The cultivation of edible mushroom using different substrate such as cereals and grains is a value added process as it gives base to growth of mushroom mycelium. Volvariella diplasia mycelia grows very well on a wide range of grains. Wheat, maize, bajra, jower, bengal gram as well as green gram supported good growth and fast mycelia extension of the mushroom. Substrate structure is an important factor for the growth of the mycelium as it should be suitable for penetration of the mycelium. Wheat is commonly used spawn for mushroom cultivation as it is cheaply and abundantly available. Present study revealed that cereal grains sustained faster growth rate of mycelium as compared to that of pulses grain. This implies that the carbohydrates present in different cereal grains were more effectively utilized by the mycelium for better vegetative multiplication whereas protein content in pulses grains as well as the thickness of seed coat (Bengal gram, Green gram) were not able to comparable with the growth rate of mycelium in cereal grains. The present study indicated that Bajra shows maximum mycelial yield. However, wheat grain alone takes nearly 18 days for complete ramification but supplemented with waste tea leaves gives faster mycelial growth and more yield than wheat alone (Bisht and Narsh, 1984). The highest mycelial growth was found in Bajra spawn but not recommended commercially since it did not support sporophore production.

The cultivation of edible mushroom using agricultural residues such as rice and wheat straw is a value added process to convert these materials, which are otherwise considered to be wastes, for mushroom production. Volvariella diplasia mycelia grows very well on a wide range of cellulosic wastes. Rice straw has been used for the indoor cultivation of V. diplasia since, the beginning of the 19th century, a practice from which the mushroom has been given the common name straw mushroom and has been cultivated under natural conditions in many countries (Quimio et al., 1990). Rice straw as the natural substrate on which V. esculenta grew and led to naming the mushroom as delicious straw mushroom was reported by Fasidi (1996). Volvariella sp. also grow on variety of material such as sugarcane baggage, waste tea dust, cotton wastes, oil palm pericarp wastes, oil palm bunch wastes, dry banana leaf and sawdust but their mean mycelia yields are comparably low in some of these wastes (Chen and Graham, 1973; Chua and Ho, 1973).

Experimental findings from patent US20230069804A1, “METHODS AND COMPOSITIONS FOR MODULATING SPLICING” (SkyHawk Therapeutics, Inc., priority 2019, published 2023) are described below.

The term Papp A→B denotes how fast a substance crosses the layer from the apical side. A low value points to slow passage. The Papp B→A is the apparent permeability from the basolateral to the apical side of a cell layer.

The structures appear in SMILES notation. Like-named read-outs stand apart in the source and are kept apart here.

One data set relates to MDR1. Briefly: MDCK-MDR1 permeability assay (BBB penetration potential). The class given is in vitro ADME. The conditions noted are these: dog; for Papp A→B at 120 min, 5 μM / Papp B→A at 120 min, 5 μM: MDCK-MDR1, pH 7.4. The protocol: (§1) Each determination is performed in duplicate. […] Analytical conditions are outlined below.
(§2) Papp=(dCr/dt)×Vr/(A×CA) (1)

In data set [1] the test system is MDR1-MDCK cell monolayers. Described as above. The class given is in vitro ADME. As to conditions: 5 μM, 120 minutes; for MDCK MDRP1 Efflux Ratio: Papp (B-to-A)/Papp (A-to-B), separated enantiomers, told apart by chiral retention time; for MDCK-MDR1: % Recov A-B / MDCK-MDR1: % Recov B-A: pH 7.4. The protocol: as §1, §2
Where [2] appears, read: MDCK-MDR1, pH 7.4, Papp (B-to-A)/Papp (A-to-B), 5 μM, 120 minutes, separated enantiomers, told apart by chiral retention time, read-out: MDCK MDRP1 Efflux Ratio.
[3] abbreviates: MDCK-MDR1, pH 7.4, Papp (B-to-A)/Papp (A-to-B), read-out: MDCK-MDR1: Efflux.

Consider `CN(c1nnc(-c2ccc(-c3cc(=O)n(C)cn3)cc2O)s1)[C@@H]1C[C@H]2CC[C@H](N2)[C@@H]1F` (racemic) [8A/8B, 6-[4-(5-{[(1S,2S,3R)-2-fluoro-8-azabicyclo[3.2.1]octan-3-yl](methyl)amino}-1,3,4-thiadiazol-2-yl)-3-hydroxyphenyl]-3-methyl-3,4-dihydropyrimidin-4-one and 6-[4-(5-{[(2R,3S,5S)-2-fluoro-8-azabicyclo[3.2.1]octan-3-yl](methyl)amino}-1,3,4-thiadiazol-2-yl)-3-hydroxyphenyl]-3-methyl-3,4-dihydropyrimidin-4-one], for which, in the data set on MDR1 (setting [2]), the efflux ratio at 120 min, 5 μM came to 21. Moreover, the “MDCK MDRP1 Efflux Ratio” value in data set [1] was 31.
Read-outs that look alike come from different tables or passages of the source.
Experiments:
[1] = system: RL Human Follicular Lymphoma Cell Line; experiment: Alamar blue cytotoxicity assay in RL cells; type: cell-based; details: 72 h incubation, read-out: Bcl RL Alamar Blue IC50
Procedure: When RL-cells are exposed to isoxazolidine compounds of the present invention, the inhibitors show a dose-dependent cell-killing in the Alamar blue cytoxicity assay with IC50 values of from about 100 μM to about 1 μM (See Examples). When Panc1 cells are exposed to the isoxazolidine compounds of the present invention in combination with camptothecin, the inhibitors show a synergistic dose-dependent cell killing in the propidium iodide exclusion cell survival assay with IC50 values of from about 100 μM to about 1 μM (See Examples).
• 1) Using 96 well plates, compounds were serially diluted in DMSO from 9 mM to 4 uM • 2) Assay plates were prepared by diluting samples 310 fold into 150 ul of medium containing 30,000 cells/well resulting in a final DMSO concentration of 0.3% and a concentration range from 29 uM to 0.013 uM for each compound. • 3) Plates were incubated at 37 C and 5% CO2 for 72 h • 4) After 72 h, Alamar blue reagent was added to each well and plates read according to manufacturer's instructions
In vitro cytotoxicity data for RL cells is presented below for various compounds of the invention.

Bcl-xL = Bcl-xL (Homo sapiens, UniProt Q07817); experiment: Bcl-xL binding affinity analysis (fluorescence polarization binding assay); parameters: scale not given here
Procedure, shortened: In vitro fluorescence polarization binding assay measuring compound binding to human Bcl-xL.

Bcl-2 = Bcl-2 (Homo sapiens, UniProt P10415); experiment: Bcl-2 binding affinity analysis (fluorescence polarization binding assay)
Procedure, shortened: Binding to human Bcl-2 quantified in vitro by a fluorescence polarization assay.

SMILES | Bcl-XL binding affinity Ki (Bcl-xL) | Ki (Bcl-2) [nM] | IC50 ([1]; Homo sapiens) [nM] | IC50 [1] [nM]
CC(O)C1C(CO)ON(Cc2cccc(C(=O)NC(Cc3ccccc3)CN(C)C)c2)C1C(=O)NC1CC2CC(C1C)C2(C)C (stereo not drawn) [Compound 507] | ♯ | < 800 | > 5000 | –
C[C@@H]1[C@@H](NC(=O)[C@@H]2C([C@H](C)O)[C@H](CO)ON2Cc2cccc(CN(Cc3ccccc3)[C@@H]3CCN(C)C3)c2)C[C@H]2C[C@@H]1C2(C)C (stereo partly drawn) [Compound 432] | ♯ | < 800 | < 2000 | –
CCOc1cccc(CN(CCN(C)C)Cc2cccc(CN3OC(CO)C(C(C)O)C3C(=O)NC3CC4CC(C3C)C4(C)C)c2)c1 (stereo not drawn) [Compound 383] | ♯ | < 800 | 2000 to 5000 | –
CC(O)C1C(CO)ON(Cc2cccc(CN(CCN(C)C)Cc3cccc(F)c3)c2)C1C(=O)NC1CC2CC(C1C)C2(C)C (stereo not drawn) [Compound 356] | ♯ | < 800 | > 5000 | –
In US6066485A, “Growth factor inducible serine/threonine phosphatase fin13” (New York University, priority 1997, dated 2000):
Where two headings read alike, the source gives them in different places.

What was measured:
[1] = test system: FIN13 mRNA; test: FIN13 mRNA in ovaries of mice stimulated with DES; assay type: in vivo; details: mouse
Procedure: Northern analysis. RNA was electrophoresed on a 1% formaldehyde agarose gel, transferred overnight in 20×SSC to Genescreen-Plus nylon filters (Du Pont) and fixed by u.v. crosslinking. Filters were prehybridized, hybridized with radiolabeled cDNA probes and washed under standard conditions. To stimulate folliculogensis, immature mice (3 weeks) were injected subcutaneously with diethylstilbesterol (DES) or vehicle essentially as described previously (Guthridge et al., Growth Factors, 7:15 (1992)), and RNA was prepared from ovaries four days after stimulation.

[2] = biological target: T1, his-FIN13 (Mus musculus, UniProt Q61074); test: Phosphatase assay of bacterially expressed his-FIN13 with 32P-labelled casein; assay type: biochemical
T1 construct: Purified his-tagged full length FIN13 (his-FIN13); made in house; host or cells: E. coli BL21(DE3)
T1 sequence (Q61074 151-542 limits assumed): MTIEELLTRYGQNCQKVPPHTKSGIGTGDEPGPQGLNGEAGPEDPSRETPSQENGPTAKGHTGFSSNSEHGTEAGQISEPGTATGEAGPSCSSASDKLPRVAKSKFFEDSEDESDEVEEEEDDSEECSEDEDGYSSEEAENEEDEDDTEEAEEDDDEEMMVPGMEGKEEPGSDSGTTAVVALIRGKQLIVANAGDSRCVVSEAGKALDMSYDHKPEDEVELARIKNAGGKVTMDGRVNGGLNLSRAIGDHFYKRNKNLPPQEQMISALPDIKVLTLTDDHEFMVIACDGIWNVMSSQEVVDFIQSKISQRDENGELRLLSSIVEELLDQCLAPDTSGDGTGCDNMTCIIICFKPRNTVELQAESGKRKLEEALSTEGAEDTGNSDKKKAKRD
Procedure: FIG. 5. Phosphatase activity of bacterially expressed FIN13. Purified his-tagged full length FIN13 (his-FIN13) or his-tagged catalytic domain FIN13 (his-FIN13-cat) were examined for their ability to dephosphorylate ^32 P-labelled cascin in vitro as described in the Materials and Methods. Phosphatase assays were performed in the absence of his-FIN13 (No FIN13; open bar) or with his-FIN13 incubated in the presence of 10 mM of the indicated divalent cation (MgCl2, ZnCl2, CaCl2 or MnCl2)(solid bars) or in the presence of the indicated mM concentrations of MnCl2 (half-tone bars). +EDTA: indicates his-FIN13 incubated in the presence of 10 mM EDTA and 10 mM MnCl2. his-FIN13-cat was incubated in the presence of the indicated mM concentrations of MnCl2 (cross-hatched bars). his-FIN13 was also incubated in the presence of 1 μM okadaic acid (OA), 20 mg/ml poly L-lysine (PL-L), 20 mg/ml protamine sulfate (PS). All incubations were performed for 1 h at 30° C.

Mostly in tropical countries agricultural waste plays a significant role in causing environmental pollution due to waste disposal problem. Wastes are either burnt or dumped nearby water bodies creating a health hazard to human life. Rice straw as substrate for mushroom bed is recommended for its cheapest quality and readily available in tropical countries. The production of mushrooms worldwide is increasing at an annual rate of about 10%. India is a agricultural country and rich in agricultural waste. The cultivation of V. diplasia on these agrowastes decreases the environmental problem and provides a sustainable means of adding value to the farmers. The use of these wastes in the cultivation of edible mushrooms will enhance the biological recycling of nutrients (Madan et al., 1987).

Volvariella diplasia, the yield potential of spawn raised on wheat grains shows highest yield. The highest yield of V. diplasia (1600 g) was obtained from wheat grain. These results are in line with Purkayastha et al. (1980) who reported that Volvariella sp. gave maximum growth and productivity on Wheat spawn. However the use of maize, green gram, bengal gram as a spawn substrate may not be practically feasible due to higher cost and very low productivity, when compared to wheat grain. Thus the cultivator must utilize the wheat grain for mushroom production. So, the use of wheat grain as a substrate appears to be most suitable due to improved growth and sporophore production.


The authors are thankful to the Chairman and Dean (R and D), Majhighariani Institute of Technology and Science (MITS), Rayagada, Orissa for providing the necessary facilities to carry out the research work.


1:  Alofe, F.V., O. Odeyemi and O.L. Oke, 1996. Three edible wild mushrooms from Nigeria: Their proximate and mineral composition. Plant Foods Human Nutr., 49: 63-73.
CrossRef  |  Direct Link  |  

2:  Bano, Z., M.N. Shashirekha and S. Rajarathnam, 1993. Improvement of the bioconversion and biotransformation efficincies of the Oyster mushroom by supplimentaion of its rice straw substrate with oil seed cakes. Enzyme Microb. Technol., 15: 985-987.